* How To Start A Boston Patent Law Practice

Advice for new Boston patent lawyers.

I try to help everybody who contacts me. Lots of patent lawyers ask for my advice when starting their own practice. Here’s what I tell them.

1. Quit your day job. To paraphrase Albert Einstein, success is 10% inspiration, 90% perspiration. In order to succeed as an entrepreneur, you have to commit to it 100%.

2. Network.

Join the National Association of Patent Practitioners (NAPP) (http://www.napp.org/). NAPP is like a bar association for patent agents and solo/small patent attorneys. NAPP’s mailing list is a good forum for Q&A for new patent practitioners. NAPP can also help you get (and was formed to provide) malpractice insurance.

Join the Business Lawyers Network (BLN) (http://www.lexpertise.com/), started by my friend Roger Glovsky (http://www.indigoventure.com/attorneys/rglovsky.html). The BLN offers lots of good interaction with business-focused lawyers in Greater Boston and Metro West.

Contact Arlington patent attorney Tom O’Connell (http://www.oconnellusa.com/) about his informal “patent lunch” list. A bunch of Boston-area patent agents and attorneys meet for lunch the first Tuesday of each month. I try to go at least once per year, I went much more when I was starting my firm.

3. Read. Read books about building a law firm and practicing patent law. Ask others for books they recommend. These are relevant to my practice because we have a lot of software patent clients.

“How To Start And Build A Law Practice” by Jay Foonberg
This book is a bit dated but still has lots of valuable advice for new lawyers.

“How to Start & Build a Law Practice” by Jay G. Foonberg.

“Patent It Yourself” by David Pressman
I don’t agree with all of Pressman’s advice but there is no better plain-English reference to patent law than this one. Every inventor should have a copy of “Patent It Yourself.” If you have the time but not the money, this book can help you write and file your own patent application. Plus it explains patent law in plain English.

“Patent It Yourself: Your Step-by-Step Guide to Filing at the U.S. Patent Office” by David Pressman.

“Electronic and Software Patents: Law and Practice” by Steven Lundberg and Stephen Durant

“Electronic and Software Patents: Law and Practice” by
by Steven W. Lundberg (Editor), Stephen C. Durant (Editor), and Ann M. McCrackin (Editor).

“Patent Prosecution: Law, Practice, and Procedure” by Irah H. Donner

“Patent Prosecution: Practice & Procedure Before the U.S. Patent Office” by Irah H. Donner.

“Landis on Mechanics of Patent Claim Drafting” by Robert C. Faber

“Landis on Mechanics of Patent Claim Drafting” by Robert C. Faber (Author), John L. Landis (Author), and Practising Law Institute (Corporate Author).

“How to Write a Patent Application” by Jeffrey G. Sheldon

“How to Write a Patent Application by Jeffrey G. Sheldon.

Check for used books at the usual locations (http://www.amazon.com/) (http://www.bn.com/) (http://www.ebay.com/). For practice books, be sure to get the most recent editions. Patent law has changed more in the last 10 years than in the previous 30 years.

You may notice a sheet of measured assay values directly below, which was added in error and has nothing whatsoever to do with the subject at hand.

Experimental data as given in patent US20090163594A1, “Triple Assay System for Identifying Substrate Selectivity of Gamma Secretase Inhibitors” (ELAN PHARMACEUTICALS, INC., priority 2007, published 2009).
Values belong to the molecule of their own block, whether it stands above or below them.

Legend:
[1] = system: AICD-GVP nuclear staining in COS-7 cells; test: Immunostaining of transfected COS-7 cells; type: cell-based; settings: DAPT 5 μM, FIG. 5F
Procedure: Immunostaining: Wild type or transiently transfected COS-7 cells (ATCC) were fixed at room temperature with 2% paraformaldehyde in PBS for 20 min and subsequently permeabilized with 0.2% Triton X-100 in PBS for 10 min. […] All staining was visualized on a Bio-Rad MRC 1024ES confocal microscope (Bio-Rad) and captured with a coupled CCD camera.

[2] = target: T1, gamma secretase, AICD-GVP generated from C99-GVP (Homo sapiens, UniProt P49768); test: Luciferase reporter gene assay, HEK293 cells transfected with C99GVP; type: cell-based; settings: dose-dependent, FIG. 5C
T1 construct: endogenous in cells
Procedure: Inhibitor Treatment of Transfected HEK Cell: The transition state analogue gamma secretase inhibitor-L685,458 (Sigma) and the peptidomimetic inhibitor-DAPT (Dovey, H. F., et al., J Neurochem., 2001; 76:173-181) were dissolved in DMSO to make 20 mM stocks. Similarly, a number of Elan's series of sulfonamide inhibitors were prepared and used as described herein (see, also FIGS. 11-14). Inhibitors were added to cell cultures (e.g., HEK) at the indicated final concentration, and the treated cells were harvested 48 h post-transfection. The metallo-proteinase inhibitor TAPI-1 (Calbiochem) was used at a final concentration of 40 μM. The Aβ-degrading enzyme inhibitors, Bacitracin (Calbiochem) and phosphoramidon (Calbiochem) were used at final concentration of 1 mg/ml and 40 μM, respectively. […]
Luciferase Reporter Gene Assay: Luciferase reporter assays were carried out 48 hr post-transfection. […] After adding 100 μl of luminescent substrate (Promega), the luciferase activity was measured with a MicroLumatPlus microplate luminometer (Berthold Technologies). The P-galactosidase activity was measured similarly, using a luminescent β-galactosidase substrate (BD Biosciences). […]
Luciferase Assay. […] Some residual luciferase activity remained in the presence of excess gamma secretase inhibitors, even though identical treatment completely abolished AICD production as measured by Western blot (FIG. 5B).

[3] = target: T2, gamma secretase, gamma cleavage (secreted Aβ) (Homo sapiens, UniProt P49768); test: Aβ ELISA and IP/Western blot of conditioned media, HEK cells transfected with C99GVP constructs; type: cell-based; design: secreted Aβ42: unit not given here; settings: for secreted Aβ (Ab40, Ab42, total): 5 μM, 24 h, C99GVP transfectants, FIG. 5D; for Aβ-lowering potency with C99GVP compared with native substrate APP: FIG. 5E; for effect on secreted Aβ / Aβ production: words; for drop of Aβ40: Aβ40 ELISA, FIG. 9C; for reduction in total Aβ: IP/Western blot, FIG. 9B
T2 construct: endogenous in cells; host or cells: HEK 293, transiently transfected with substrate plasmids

4. Get plants. Because some days you are going to need a reason to go to the office. Most startups fail. But those that succeed are the ones that persevere through the tough times. As my mentor once said, success is not so much a matter of being at the right place at the right time as it is a matter of being. Just keep plugging. Go to the office. Water the plants. Grow your business.

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Erik J. Heels is an MIT engineer; trademark, domain name, and patent lawyer; Red Sox fan; and music lover. He blogs about technology, law, baseball, and rock ‘n’ roll at erikjheels.com.

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2 Replies to “* How To Start A Boston Patent Law Practice”

  1. Here’s some additional advice that I recently gave to a law student of mine:

    You’re going to have to sell yourself into whatever job you land, whether you start off on your own or join a firm.

    The above article includes much of I wish I’d known before starting my practice.

    I wouldn’t worry so much about not fitting the traditional mold. In life, there is no standard path. Each of us has a unique path. Use your unique path to tell your story, to sell yourself.

    For example, when I left law school to start working in marketing jobs for Internet companies, I had to explain how a lawyer could do marketing. I explained that selling a story to a jury is like selling a product to a customer. I got the job.

    Years later, when I started my law firm after six years out of the practice of law, I had to convince clients to hire me. I told them that my real-world experience gave me a unique perspective on how IP operated in the real world, and they probably would want someone who understood their startup experience. 12+ years later, this is still essentially my marketing pitch.

    I also think you can do lots of flavors of patents (including mechanical, software, and business method) without any specific degree. My first associate was a civil engineer and wrote mostly software patents.

    Hope it helps.

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